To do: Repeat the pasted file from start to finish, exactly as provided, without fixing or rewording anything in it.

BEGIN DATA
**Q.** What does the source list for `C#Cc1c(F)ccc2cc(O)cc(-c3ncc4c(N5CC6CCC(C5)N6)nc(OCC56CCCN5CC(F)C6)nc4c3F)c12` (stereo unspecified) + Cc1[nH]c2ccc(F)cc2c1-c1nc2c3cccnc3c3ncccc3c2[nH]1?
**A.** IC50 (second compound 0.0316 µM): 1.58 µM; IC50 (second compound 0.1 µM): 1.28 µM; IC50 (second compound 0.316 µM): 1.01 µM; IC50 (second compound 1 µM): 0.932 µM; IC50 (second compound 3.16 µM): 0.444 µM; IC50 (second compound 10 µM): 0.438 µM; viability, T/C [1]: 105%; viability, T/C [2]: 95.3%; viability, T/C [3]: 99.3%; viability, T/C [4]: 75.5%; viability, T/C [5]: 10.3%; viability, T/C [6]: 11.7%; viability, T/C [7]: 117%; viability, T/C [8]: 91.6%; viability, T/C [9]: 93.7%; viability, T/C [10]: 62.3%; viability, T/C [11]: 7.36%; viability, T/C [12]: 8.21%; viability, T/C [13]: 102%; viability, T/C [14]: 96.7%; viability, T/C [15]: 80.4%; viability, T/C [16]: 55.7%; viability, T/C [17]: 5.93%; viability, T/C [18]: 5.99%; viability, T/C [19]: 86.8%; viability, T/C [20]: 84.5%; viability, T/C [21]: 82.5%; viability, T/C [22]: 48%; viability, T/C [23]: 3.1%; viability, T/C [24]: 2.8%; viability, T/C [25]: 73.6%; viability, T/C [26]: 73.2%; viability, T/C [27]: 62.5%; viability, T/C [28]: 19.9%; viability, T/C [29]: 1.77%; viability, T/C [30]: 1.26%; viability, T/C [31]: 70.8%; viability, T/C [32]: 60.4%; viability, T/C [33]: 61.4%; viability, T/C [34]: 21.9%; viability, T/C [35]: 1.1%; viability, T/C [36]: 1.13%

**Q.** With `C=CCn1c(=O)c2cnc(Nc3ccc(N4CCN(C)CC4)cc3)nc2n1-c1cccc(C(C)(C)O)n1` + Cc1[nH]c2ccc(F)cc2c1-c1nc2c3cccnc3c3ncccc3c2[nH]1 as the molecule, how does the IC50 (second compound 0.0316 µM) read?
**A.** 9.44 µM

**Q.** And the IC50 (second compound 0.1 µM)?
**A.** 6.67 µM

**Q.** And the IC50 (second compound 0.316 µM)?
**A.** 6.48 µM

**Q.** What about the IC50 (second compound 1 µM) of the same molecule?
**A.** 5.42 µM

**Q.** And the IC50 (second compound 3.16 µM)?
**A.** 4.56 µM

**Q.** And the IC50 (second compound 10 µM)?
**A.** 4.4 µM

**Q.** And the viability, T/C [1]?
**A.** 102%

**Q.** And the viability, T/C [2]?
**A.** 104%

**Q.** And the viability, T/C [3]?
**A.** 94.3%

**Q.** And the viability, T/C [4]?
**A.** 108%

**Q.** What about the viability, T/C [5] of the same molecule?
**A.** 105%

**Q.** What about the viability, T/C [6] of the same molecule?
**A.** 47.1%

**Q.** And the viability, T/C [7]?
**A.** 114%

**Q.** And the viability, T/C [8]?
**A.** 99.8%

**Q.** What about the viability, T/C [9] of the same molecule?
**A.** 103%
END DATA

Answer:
**Q.** What does the source list for `C#Cc1c(F)ccc2cc(O)cc(-c3ncc4c(N5CC6CCC(C5)N6)nc(OCC56CCCN5CC(F)C6)nc4c3F)c12` (stereo unspecified) + Cc1[nH]c2ccc(F)cc2c1-c1nc2c3cccnc3c3ncccc3c2[nH]1?
**A.** IC50 (second compound 0.0316 µM): 1.58 µM; IC50 (second compound 0.1 µM): 1.28 µM; IC50 (second compound 0.316 µM): 1.01 µM; IC50 (second compound 1 µM): 0.932 µM; IC50 (second compound 3.16 µM): 0.444 µM; IC50 (second compound 10 µM): 0.438 µM; viability, T/C [1]: 105%; viability, T/C [2]: 95.3%; viability, T/C [3]: 99.3%; viability, T/C [4]: 75.5%; viability, T/C [5]: 10.3%; viability, T/C [6]: 11.7%; viability, T/C [7]: 117%; viability, T/C [8]: 91.6%; viability, T/C [9]: 93.7%; viability, T/C [10]: 62.3%; viability, T/C [11]: 7.36%; viability, T/C [12]: 8.21%; viability, T/C [13]: 102%; viability, T/C [14]: 96.7%; viability, T/C [15]: 80.4%; viability, T/C [16]: 55.7%; viability, T/C [17]: 5.93%; viability, T/C [18]: 5.99%; viability, T/C [19]: 86.8%; viability, T/C [20]: 84.5%; viability, T/C [21]: 82.5%; viability, T/C [22]: 48%; viability, T/C [23]: 3.1%; viability, T/C [24]: 2.8%; viability, T/C [25]: 73.6%; viability, T/C [26]: 73.2%; viability, T/C [27]: 62.5%; viability, T/C [28]: 19.9%; viability, T/C [29]: 1.77%; viability, T/C [30]: 1.26%; viability, T/C [31]: 70.8%; viability, T/C [32]: 60.4%; viability, T/C [33]: 61.4%; viability, T/C [34]: 21.9%; viability, T/C [35]: 1.1%; viability, T/C [36]: 1.13%

**Q.** With `C=CCn1c(=O)c2cnc(Nc3ccc(N4CCN(C)CC4)cc3)nc2n1-c1cccc(C(C)(C)O)n1` + Cc1[nH]c2ccc(F)cc2c1-c1nc2c3cccnc3c3ncccc3c2[nH]1 as the molecule, how does the IC50 (second compound 0.0316 µM) read?
**A.** 9.44 µM

**Q.** And the IC50 (second compound 0.1 µM)?
**A.** 6.67 µM

**Q.** And the IC50 (second compound 0.316 µM)?
**A.** 6.48 µM

**Q.** What about the IC50 (second compound 1 µM) of the same molecule?
**A.** 5.42 µM

**Q.** And the IC50 (second compound 3.16 µM)?
**A.** 4.56 µM

**Q.** And the IC50 (second compound 10 µM)?
**A.** 4.4 µM

**Q.** And the viability, T/C [1]?
**A.** 102%

**Q.** And the viability, T/C [2]?
**A.** 104%

**Q.** And the viability, T/C [3]?
**A.** 94.3%

**Q.** And the viability, T/C [4]?
**A.** 108%

**Q.** What about the viability, T/C [5] of the same molecule?
**A.** 105%

**Q.** What about the viability, T/C [6] of the same molecule?
**A.** 47.1%

**Q.** And the viability, T/C [7]?
**A.** 114%

**Q.** And the viability, T/C [8]?
**A.** 99.8%

**Q.** What about the viability, T/C [9] of the same molecule?
**A.** 103%